Treasury Outlines Three Possible South African Economy Scenarios

(Bloomberg) -- South Africa’s gross domestic product could contract in 2019 and 2020 if contagion from a developing-economy debt and currency crisis spreads, the National Treasury said.

That’s the worst-case scenario of three possible outcomes the Treasury outlined in its mid-term budget Wednesday. On the other end of the scale, higher confidence could boost economic growth and the rand may rally.

Below are the highlights from each of the three scenarios:

Scenario A: sluggish domestic growth

  • Global growth is 0.5 percentage point lower than forecast
  • Commodity prices are lower, but oil prices stay elevated
  • Trade tensions increase and monetary policy tightens in developed economies
  • South African interest rates increase to offset inflationary pressures from a weaker rand and bond yields rise, causing higher borrowing costs
  • South African GDP grows by 0.9 percent in 2019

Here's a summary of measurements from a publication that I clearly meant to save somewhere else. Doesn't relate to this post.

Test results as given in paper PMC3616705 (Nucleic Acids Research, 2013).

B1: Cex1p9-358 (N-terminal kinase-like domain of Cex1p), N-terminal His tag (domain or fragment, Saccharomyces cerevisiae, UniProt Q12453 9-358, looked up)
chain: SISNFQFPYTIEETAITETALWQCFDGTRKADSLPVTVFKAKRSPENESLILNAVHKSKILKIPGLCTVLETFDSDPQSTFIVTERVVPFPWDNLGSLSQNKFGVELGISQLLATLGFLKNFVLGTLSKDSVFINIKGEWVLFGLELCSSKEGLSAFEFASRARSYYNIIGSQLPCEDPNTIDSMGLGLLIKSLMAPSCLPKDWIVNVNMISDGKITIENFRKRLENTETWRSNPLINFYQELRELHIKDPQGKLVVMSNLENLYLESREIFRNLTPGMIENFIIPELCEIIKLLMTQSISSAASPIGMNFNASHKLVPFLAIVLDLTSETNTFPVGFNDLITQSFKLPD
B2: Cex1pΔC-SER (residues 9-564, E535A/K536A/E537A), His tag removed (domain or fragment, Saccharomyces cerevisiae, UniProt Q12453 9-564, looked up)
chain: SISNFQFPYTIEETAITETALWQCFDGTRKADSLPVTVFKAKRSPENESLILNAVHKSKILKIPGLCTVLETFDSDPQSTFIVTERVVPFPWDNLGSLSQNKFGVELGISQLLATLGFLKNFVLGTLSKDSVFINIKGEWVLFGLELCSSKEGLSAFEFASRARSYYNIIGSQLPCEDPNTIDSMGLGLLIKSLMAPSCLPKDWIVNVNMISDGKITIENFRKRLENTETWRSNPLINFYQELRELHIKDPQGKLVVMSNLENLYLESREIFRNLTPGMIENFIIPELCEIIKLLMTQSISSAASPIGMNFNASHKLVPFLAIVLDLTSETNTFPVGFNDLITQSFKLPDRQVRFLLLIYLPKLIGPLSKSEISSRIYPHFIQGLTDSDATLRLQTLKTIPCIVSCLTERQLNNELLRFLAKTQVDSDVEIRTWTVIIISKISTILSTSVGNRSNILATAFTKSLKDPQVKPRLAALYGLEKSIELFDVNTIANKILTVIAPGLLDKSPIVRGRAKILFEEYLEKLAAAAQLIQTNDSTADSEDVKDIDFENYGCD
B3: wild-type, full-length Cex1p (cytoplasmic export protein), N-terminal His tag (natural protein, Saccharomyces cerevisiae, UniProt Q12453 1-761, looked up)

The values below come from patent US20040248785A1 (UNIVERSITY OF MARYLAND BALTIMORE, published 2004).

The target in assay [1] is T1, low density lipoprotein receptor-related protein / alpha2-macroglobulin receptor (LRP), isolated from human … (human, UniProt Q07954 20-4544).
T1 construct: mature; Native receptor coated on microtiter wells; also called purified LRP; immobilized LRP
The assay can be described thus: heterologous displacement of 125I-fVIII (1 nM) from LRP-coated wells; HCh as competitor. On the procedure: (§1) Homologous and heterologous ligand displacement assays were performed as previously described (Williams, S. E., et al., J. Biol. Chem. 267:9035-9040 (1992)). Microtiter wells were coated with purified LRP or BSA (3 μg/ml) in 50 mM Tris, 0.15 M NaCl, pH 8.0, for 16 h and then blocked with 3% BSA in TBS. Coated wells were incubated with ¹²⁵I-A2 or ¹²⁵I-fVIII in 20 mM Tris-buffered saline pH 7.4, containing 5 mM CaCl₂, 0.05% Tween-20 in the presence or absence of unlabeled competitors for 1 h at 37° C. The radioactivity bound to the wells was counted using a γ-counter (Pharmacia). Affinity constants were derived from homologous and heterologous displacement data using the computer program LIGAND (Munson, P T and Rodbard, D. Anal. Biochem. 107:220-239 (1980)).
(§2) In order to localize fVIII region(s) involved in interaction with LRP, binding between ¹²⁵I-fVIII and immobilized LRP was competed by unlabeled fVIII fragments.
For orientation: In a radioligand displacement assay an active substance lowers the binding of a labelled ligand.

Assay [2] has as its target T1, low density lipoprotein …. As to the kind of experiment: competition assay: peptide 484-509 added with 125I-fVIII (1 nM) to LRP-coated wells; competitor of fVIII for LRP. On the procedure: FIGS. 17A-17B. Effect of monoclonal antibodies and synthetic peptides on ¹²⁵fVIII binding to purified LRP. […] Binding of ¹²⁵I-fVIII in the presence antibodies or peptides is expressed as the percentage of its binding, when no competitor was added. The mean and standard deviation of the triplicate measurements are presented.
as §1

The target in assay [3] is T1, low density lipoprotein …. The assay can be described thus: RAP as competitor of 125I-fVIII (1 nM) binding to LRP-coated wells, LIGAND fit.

• Gross debt-to-GDP ratio climbs to 68 percent by 2026-27
  • Debt-service costs increase to 18 percent of budget revenue by 2026-27
  • Primary budget deficit peaks at 1.4 percent in 2020-21

Scenario B: contagion from EM debt and currency crisis

  • Global growth is 1 percentage point lower than forecast
  • Commodity prices are 15 percent below expectations
  • Global financial conditions are tighter and risk aversion increases
  • South African exports, consumption and investment drop and rand depreciates
  • South African GDP contracts in 2019 and 2020
  • Inflation breaches 7 percent and long-term bond yields spike by more than 2 percentage points
  • Gross debt-to-GDP ratio grows to 80 percent by 2026-27
  • Debt-service costs advance to 24 percent of budget revenue by 2026-27
  • Primary budget deficit increases to 3.6 percent in medium term

Scenario C: stronger domestic growth

  • Domestic confidence continues to improve as interventions such as allocating broadband spectrum in a way that reduces costs take hold
  • State interventions ease risks that government-owned companies pose to the fiscal framework
  • Bond yields are almost 1 percentage point lower and the rand strengthens
  • GDP expansion reaches 3.2 percent in 2024-25
  • State achieves a primary surplus of 0.5 percent by 2021-22
  • Debt stabilizes at 55.4 percent of GDP in 2021-22

©2018 Bloomberg L.P.